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Video Game Journalism is Dead, but we can resurrect it!


Friends, gamers, casuals…lend me your ears! For I come to bury video game journalism, not praise it. Dramatics aside, that headline seems like an odd and hyperbolic one for a self described Video Game Journalist to write, but I assure you it isn’t. You see, the “Golden” era of Video Game Journalism was nothing more than a lie and the current antagonistic stance so called “Games Journalist” are taking toward actual gamers is sickening. Antagonistic? Yes, just like the current fake news spewed forth from the MSM, Video Game Journalist are choosing more and more to focus on political and social issues instead of the actual game and shame anyone who actually cares about gameplay and not forced diversity. They constantly bitch and moan over the color of a characters skin, what they wear, or why they aren’t a “strong womyn” yet they have the audacity to claim “Gamers” who just want to enjoy good games are the problem. What should be a very simple job, playing games then describing what you played and if you enjoyed it, is now a convoluted mess that requires 3 degrees and a shovel to sift through the pretentious bull crap and get to the pertinent information. I realize many “Game Journalist” want to feel like their gender studies degrees are actually useful, but I implore you to resist the urge to fill your reviews with fecal material not fit to be seen by anyone’s eyes. In the era were pointing out a person’s bullshit is declared a hate crime if you happen to be right of Mao, I am resisting the urge to list the sites and “journalist” but I do advise you to simply Google Cuphead if you want to see the utter contempt the major Video Game outlets have for anyone with any actual skill at playing video games.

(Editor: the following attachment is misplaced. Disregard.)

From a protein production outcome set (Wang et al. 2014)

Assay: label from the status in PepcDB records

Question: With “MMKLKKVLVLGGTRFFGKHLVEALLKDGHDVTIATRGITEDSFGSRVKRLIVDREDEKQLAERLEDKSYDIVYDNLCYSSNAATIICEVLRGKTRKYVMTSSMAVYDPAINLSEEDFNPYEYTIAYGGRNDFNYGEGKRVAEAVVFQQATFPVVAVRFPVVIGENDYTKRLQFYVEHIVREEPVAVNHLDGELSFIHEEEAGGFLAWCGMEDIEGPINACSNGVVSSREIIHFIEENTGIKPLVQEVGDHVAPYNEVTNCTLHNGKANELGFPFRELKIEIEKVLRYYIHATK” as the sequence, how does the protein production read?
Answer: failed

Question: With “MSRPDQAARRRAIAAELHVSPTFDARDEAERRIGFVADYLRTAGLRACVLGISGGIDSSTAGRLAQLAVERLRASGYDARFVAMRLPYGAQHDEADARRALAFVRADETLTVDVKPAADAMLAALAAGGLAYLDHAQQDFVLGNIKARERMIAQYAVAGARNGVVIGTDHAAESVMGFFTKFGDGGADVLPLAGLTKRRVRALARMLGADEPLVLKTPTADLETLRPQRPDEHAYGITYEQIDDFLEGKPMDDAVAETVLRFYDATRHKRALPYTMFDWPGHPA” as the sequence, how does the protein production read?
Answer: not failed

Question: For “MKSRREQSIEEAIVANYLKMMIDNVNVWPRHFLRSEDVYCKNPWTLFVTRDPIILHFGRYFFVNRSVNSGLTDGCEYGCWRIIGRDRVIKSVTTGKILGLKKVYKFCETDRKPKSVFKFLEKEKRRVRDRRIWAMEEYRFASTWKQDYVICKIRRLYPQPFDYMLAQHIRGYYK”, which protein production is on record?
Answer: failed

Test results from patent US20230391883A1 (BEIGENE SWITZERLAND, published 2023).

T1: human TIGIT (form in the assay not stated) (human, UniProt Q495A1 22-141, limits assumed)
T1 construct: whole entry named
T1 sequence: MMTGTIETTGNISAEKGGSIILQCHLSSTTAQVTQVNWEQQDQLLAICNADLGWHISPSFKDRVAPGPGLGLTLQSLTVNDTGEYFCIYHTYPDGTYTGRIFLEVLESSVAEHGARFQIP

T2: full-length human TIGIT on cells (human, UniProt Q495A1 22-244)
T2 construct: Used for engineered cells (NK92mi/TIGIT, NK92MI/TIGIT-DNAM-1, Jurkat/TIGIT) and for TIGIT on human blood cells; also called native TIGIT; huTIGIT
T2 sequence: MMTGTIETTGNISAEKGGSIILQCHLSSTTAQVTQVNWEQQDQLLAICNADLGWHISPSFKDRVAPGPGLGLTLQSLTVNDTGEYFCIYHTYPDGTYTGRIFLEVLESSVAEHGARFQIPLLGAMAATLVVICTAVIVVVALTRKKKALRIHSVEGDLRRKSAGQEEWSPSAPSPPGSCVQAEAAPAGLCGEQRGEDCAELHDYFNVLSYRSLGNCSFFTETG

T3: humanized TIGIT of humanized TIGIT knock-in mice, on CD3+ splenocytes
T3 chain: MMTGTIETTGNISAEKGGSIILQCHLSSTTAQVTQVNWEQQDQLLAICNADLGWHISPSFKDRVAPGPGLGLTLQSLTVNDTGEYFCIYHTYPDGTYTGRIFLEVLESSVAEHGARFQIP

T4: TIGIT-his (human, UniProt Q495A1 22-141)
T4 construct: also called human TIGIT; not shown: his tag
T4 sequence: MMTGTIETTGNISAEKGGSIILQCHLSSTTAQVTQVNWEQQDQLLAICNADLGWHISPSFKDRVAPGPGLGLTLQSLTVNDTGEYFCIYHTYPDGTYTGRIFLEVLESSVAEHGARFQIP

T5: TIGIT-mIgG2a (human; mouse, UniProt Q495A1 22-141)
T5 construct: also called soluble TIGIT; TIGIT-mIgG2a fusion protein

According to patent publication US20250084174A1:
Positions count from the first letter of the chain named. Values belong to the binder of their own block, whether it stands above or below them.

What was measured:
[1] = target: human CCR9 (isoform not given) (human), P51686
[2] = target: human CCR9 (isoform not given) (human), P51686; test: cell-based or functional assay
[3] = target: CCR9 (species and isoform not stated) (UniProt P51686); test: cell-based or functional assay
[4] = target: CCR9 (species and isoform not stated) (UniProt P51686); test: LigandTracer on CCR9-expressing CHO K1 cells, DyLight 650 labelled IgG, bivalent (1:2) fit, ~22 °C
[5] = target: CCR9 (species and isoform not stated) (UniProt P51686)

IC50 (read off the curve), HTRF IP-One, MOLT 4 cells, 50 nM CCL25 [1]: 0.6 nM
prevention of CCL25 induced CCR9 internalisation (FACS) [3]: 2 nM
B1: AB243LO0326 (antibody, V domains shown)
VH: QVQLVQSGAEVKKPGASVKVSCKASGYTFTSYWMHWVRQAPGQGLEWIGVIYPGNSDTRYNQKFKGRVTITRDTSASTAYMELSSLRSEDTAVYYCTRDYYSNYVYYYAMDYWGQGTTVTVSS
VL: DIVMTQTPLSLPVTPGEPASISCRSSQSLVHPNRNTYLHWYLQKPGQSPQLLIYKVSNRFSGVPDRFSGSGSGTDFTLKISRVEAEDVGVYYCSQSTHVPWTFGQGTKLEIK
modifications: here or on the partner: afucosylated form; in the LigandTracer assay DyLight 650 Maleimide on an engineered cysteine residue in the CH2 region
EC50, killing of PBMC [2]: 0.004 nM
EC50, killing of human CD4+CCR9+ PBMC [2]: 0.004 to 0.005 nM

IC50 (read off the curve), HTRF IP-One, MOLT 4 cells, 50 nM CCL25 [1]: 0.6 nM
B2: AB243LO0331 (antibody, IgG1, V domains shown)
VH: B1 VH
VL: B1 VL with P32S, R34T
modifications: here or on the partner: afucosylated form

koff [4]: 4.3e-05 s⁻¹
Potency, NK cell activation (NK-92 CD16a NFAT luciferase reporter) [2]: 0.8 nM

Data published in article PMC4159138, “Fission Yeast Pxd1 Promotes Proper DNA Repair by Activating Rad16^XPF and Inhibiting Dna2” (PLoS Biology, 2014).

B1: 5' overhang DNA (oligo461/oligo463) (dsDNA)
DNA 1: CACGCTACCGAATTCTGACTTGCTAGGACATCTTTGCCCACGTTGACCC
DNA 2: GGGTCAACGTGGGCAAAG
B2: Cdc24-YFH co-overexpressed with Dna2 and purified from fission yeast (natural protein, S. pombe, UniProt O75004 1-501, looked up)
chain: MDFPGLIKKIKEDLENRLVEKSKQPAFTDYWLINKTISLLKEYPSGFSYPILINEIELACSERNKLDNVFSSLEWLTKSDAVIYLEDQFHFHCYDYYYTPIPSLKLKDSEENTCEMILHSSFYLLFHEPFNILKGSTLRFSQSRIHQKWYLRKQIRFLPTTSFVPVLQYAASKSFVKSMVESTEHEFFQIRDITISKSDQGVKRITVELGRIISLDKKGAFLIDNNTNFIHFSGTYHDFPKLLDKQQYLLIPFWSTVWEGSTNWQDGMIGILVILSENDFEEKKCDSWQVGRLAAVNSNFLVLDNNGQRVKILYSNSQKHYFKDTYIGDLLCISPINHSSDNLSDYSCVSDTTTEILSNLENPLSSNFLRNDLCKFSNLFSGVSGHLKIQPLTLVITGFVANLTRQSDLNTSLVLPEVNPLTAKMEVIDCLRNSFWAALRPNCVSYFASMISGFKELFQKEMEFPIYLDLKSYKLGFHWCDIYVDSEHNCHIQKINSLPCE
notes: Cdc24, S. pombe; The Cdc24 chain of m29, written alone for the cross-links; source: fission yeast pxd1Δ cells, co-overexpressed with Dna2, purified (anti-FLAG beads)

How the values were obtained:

Now that I have declared that Video Game Journalism is in fact dead, and many of you probably agree with me, we should talk about just how we can resurrect it and turn it into the thing it was always meant to be, informative articles to assist consumers on their possible video game purchases. First off we have to acknowledge that it won’t be an easy or quick resurrection, especially when the first step is to kill the shuffling corpse that Video Game Journalism is at the moment. Killing the current Video Game Journalism zombie is easier said than done, simply because we humans are both creatures of habit and impatience and so resisting the urge to visit the “major” video game websites for current news and reviews is a pretty big task. It’s made even harder when Google is pushing them in your face and they are being given exclusive game previews and interviews with video game developers. Without our views these sites will fold faster than Superman on laundry day as we all aware that the crowd they currently pander to doesn’t financially support the things they try to change.

Avoiding the major news sites is an important step in killing the Video Game Journalism monster but it is only half of the equation. The other half is supporting good video game websites and journalist and it may be both more important and harder than avoiding the “major” video game sites. You see, finding a good website can be a long, frustrating undertaking and even if you do find a site that has ethical journalist they may not have access to or an interest in covering the type of games you are interested in. Another problem is these smaller sites are usually weeks behind when it comes to covering new releases since they were not gifted with early access review copies. The last issue these sites face is a lack of content as most of the good sites are run by people who still have to work a regular full time job and write video game articles whenever they get the chance. This is why we must not only share these good sites with our friends and fellow gamers but we must actively support them financially until they are able to do it organically on their own.